This is one of the broad challenges facing Canadian society as it wrestles with climate change. While the number of LEED-certified buildings in Canada is growing, there are not nearly enough to have a significant impact on energy and greenhouse gas reduction. And, as Busby Perkins + Will have demonstrated, architects must go beyond the performance requirements of the LEED system. This will also require a significant commitment on the part of clients and users to participate in the performance of buildings, including the real-time monitoring of projects. Busby’s career has attempted to both educate and challenge the profession of architecture. He continues to operate on the leading edge of the discipline, and is committed to the long-term performance of his buildings. In this regard, he suggests that architects have to seriously consider giving warranties for their work, stating: “If you buy a dishwasher or car, you expect a level of performance out of it. And if it does not perform, you take it back and show your warranty. Why wouldn’t architects enter into these kinds of commitments? We would like to have a contract that extends for a two-year warranty period, whereby we are actively there on an ongoing basis making sure that the promises we made are respected. It is like paying for a warranty for a car; people will pay a little more to have a warranty for a car, so why not for a building?”

Even for Busby Perkins + Will, a firm with enormous resources, there continue to be significant challenges in developing leading-edge sustainable buildings. The mechanical engineering profession, so vital to the design of high-performance green buildings, remains, like much of the architecture profession, mired in outmoded forms of practice. To overcome these difficulties, Busby has brought Blair McCarry, formerly of Keen Engineering and Stantec, into the office as part of the research group, and McCarry participates directly in developing the conceptual design of projects. Further, Perkins + Will has also committed to the establishment of a sister mechanical engineering company to address the issue. Another key aspect of designing leading-edge green buildings is the development of advanced and adept integrated design software (BIM), which is a slow process, with demands of better integration of services and more flexible design capabilities.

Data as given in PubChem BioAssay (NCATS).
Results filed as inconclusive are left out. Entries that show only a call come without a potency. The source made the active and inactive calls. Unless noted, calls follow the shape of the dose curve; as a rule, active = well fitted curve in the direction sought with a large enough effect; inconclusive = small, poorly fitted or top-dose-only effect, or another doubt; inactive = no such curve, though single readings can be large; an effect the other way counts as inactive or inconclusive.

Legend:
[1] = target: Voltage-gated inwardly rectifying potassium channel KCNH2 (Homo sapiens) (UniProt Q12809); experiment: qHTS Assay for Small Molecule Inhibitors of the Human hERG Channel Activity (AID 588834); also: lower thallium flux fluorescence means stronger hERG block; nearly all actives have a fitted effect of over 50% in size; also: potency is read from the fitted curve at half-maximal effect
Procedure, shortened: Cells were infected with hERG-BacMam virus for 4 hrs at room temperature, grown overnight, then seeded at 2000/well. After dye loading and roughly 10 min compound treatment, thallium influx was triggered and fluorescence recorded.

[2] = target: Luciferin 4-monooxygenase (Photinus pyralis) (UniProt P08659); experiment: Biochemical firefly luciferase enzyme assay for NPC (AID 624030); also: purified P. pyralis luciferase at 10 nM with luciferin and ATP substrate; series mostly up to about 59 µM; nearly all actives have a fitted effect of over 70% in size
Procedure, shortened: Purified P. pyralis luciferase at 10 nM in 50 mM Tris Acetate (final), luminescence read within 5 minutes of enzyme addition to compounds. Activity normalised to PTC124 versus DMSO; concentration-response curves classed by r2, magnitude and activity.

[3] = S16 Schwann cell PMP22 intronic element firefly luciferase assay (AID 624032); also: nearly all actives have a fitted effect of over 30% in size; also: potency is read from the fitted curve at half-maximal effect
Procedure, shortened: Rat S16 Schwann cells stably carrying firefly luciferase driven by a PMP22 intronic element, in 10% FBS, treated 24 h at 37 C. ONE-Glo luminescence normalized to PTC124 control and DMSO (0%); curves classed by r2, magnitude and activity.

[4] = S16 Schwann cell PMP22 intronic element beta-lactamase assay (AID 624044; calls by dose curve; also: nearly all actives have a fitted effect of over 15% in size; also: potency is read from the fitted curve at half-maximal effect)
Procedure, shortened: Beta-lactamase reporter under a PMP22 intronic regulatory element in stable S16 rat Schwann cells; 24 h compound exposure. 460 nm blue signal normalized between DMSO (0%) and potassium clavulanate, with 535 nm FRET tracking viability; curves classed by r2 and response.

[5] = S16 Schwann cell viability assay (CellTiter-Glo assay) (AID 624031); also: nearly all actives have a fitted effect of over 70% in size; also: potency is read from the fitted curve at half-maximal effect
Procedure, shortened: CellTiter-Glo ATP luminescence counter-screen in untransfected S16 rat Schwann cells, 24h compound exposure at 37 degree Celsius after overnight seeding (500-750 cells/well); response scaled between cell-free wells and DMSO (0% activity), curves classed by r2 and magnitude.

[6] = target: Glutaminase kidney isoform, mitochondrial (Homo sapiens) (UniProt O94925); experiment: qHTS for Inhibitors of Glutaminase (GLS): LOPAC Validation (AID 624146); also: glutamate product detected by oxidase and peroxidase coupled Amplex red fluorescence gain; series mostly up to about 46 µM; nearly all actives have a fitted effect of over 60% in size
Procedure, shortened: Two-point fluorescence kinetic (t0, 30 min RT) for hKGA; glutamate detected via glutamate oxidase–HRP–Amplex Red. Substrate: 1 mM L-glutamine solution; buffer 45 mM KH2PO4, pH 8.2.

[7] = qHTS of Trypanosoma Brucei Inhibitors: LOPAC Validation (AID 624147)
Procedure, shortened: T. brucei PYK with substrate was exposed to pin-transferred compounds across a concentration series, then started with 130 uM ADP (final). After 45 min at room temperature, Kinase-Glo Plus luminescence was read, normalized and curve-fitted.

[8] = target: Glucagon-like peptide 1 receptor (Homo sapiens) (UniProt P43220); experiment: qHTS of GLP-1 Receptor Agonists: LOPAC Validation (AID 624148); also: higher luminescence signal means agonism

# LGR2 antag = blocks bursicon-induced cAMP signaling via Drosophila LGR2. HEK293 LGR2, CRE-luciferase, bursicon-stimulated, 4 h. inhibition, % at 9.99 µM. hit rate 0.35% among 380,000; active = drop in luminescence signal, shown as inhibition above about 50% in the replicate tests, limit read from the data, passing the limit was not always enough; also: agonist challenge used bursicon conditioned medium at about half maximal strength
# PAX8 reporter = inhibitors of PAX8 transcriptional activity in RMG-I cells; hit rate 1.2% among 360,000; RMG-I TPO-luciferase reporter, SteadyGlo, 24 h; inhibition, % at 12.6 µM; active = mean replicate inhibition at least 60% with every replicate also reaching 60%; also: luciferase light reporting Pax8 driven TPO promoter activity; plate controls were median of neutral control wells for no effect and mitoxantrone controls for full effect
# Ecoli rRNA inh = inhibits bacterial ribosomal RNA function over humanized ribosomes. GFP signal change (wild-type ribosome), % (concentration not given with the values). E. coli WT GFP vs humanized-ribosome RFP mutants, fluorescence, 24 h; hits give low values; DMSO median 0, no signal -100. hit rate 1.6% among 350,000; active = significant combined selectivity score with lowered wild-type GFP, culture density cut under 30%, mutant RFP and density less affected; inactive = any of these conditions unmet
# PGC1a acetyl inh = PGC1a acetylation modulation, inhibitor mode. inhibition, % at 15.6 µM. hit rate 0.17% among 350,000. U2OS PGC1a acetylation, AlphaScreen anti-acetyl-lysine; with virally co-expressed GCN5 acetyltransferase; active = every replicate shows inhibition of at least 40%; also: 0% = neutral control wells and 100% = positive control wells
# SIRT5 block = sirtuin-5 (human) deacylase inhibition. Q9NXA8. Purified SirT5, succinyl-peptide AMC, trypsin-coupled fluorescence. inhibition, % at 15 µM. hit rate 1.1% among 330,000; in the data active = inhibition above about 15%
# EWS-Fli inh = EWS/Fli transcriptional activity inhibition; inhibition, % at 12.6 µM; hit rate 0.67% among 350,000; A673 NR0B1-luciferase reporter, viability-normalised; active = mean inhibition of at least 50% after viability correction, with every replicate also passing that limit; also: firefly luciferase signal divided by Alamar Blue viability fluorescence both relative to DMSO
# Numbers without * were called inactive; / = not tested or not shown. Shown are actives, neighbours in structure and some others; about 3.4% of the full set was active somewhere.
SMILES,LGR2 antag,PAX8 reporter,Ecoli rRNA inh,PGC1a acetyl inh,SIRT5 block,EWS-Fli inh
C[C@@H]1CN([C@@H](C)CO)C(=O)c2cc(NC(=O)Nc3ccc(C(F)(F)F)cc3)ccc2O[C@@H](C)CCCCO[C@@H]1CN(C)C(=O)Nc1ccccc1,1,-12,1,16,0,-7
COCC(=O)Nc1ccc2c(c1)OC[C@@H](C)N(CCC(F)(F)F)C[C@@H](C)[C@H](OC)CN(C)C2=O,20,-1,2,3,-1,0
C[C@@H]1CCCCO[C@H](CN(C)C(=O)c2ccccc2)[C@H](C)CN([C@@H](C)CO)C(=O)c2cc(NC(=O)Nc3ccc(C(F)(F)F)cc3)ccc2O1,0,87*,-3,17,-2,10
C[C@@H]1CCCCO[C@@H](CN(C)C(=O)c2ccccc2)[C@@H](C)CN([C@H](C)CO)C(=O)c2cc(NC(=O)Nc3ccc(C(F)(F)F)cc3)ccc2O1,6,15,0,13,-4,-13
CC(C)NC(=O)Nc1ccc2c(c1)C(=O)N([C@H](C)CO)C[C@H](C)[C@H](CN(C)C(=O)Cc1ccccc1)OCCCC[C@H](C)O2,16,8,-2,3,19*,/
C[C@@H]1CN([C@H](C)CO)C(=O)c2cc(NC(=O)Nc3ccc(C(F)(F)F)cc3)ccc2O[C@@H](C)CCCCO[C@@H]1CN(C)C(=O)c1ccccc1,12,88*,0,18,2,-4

Busby believes that today the successful architect must balance business acumen, leadership in thought (or taking on environmental challenges), and the substantial demands from clients for expertise. A tireless advocate for responsible, ethical and sustainable design, Busby has devoted countless hours to the raising of standards within the profession and to educating his colleagues. This includes developing the course entitled Sustainable Design for Canadian Buildings 101 (SDCB 101) in 2000 for the Royal Architectural Institute of Canada (RAIC), and his subsequent involvement with the US Green Building Council (USGBC) to bring the LEED system into Canada. In 2002 this led to the establishment of the Canadian Green Building Council (CaCBC), in which he has been heavily involved. More recently, among many initiatives he has championed, Busby has also been a strong advocate of urban densification through Vancouver’s Ecodensity Charter. And while many architects in Canada have become LEED-accredited, there are many other lessons that can be learned from Busby’s example. The career of Peter Busby represents a relentless pursuit of design excellence and innovation; it has also demonstrated an ethical and public commitment to the profession and to society that is rare in an architect. CA

Graham Livesey is Associate Dean (Academic-Architecture) and Associate Professor at the Faculty of Environmental Design at the University of Calgary.




Canadian Architect

Canadian Architect

Canadian Architect is a magazine for architects and related professionals practicing in Canada. Canada's only monthly design publication, Canadian Architect has been in continuous publication since 1955.